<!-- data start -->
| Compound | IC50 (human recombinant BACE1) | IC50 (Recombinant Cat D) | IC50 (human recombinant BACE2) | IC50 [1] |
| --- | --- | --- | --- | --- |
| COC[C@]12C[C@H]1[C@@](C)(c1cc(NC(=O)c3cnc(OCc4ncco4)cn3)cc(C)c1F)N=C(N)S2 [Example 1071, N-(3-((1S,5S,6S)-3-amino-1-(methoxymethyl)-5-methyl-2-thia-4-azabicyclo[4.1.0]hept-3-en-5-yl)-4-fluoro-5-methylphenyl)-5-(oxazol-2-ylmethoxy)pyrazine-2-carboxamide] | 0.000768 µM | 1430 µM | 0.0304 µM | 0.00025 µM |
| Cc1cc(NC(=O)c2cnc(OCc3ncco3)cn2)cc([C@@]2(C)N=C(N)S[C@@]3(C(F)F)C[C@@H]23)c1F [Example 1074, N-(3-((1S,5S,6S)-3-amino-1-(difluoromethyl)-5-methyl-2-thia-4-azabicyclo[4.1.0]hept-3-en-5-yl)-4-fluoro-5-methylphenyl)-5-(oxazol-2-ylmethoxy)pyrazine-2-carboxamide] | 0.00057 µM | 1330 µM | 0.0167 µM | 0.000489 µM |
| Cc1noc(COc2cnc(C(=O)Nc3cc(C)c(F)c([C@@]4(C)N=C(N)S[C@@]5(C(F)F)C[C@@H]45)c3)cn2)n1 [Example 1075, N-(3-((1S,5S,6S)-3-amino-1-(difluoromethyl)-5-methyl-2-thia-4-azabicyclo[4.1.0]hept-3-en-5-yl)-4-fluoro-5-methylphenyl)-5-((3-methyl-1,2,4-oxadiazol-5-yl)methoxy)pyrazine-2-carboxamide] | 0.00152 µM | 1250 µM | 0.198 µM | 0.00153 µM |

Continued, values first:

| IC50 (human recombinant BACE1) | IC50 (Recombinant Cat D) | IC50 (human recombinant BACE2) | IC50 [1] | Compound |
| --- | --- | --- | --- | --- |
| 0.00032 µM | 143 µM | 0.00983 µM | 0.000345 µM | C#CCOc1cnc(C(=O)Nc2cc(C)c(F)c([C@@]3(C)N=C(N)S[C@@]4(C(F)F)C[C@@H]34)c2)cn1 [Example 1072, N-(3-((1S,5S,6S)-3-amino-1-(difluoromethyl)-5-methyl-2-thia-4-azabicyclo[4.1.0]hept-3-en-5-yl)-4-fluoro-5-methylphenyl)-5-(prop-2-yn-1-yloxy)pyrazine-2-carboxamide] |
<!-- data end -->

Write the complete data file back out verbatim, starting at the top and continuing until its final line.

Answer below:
| Compound | IC50 (human recombinant BACE1) | IC50 (Recombinant Cat D) | IC50 (human recombinant BACE2) | IC50 [1] |
| --- | --- | --- | --- | --- |
| COC[C@]12C[C@H]1[C@@](C)(c1cc(NC(=O)c3cnc(OCc4ncco4)cn3)cc(C)c1F)N=C(N)S2 [Example 1071, N-(3-((1S,5S,6S)-3-amino-1-(methoxymethyl)-5-methyl-2-thia-4-azabicyclo[4.1.0]hept-3-en-5-yl)-4-fluoro-5-methylphenyl)-5-(oxazol-2-ylmethoxy)pyrazine-2-carboxamide] | 0.000768 µM | 1430 µM | 0.0304 µM | 0.00025 µM |
| Cc1cc(NC(=O)c2cnc(OCc3ncco3)cn2)cc([C@@]2(C)N=C(N)S[C@@]3(C(F)F)C[C@@H]23)c1F [Example 1074, N-(3-((1S,5S,6S)-3-amino-1-(difluoromethyl)-5-methyl-2-thia-4-azabicyclo[4.1.0]hept-3-en-5-yl)-4-fluoro-5-methylphenyl)-5-(oxazol-2-ylmethoxy)pyrazine-2-carboxamide] | 0.00057 µM | 1330 µM | 0.0167 µM | 0.000489 µM |
| Cc1noc(COc2cnc(C(=O)Nc3cc(C)c(F)c([C@@]4(C)N=C(N)S[C@@]5(C(F)F)C[C@@H]45)c3)cn2)n1 [Example 1075, N-(3-((1S,5S,6S)-3-amino-1-(difluoromethyl)-5-methyl-2-thia-4-azabicyclo[4.1.0]hept-3-en-5-yl)-4-fluoro-5-methylphenyl)-5-((3-methyl-1,2,4-oxadiazol-5-yl)methoxy)pyrazine-2-carboxamide] | 0.00152 µM | 1250 µM | 0.198 µM | 0.00153 µM |

Continued, values first:

| IC50 (human recombinant BACE1) | IC50 (Recombinant Cat D) | IC50 (human recombinant BACE2) | IC50 [1] | Compound |
| --- | --- | --- | --- | --- |
| 0.00032 µM | 143 µM | 0.00983 µM | 0.000345 µM | C#CCOc1cnc(C(=O)Nc2cc(C)c(F)c([C@@]3(C)N=C(N)S[C@@]4(C(F)F)C[C@@H]34)c2)cn1 [Example 1072, N-(3-((1S,5S,6S)-3-amino-1-(difluoromethyl)-5-methyl-2-thia-4-azabicyclo[4.1.0]hept-3-en-5-yl)-4-fluoro-5-methylphenyl)-5-(prop-2-yn-1-yloxy)pyrazine-2-carboxamide] |